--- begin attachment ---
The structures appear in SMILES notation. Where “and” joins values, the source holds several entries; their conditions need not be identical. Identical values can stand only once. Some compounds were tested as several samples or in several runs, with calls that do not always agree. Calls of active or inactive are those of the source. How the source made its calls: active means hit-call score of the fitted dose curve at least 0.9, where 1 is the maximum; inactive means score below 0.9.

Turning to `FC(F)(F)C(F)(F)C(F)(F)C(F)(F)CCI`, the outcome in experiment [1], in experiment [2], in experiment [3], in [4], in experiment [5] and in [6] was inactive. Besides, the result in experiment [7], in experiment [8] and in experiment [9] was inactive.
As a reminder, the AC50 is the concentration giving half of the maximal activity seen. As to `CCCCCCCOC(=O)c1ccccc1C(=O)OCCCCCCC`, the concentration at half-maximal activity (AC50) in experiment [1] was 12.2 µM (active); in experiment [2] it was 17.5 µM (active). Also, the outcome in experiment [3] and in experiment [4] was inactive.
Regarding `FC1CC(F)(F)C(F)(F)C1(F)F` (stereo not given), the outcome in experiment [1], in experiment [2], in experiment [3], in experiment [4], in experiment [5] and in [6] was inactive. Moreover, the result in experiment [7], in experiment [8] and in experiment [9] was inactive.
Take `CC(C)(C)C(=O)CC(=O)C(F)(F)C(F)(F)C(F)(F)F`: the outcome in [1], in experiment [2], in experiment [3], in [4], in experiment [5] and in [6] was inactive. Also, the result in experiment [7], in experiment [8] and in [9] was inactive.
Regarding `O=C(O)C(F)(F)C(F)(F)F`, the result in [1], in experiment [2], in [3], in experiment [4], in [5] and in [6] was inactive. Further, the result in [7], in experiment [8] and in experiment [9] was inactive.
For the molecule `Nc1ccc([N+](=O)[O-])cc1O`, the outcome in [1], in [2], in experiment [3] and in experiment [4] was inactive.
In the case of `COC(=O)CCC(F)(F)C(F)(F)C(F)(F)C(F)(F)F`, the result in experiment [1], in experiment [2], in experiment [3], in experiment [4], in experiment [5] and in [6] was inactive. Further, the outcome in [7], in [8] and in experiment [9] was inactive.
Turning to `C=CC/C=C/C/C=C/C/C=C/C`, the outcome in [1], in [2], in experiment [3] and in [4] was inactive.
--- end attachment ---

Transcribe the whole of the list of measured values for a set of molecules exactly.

The structures appear in SMILES notation. Where “and” joins values, the source holds several entries; their conditions need not be identical. Identical values can stand only once. Some compounds were tested as several samples or in several runs, with calls that do not always agree. Calls of active or inactive are those of the source. How the source made its calls: active means hit-call score of the fitted dose curve at least 0.9, where 1 is the maximum; inactive means score below 0.9.

Turning to `FC(F)(F)C(F)(F)C(F)(F)C(F)(F)CCI`, the outcome in experiment [1], in experiment [2], in experiment [3], in [4], in experiment [5] and in [6] was inactive. Besides, the result in experiment [7], in experiment [8] and in experiment [9] was inactive.
As a reminder, the AC50 is the concentration giving half of the maximal activity seen. As to `CCCCCCCOC(=O)c1ccccc1C(=O)OCCCCCCC`, the concentration at half-maximal activity (AC50) in experiment [1] was 12.2 µM (active); in experiment [2] it was 17.5 µM (active). Also, the outcome in experiment [3] and in experiment [4] was inactive.
Regarding `FC1CC(F)(F)C(F)(F)C1(F)F` (stereo not given), the outcome in experiment [1], in experiment [2], in experiment [3], in experiment [4], in experiment [5] and in [6] was inactive. Moreover, the result in experiment [7], in experiment [8] and in experiment [9] was inactive.
Take `CC(C)(C)C(=O)CC(=O)C(F)(F)C(F)(F)C(F)(F)F`: the outcome in [1], in experiment [2], in experiment [3], in [4], in experiment [5] and in [6] was inactive. Also, the result in experiment [7], in experiment [8] and in [9] was inactive.
Regarding `O=C(O)C(F)(F)C(F)(F)F`, the result in [1], in experiment [2], in [3], in experiment [4], in [5] and in [6] was inactive. Further, the result in [7], in experiment [8] and in experiment [9] was inactive.
For the molecule `Nc1ccc([N+](=O)[O-])cc1O`, the outcome in [1], in [2], in experiment [3] and in experiment [4] was inactive.
In the case of `COC(=O)CCC(F)(F)C(F)(F)C(F)(F)C(F)(F)F`, the result in experiment [1], in experiment [2], in experiment [3], in experiment [4], in experiment [5] and in [6] was inactive. Further, the outcome in [7], in [8] and in experiment [9] was inactive.
Turning to `C=CC/C=C/C/C=C/C/C=C/C`, the outcome in [1], in [2], in experiment [3] and in [4] was inactive.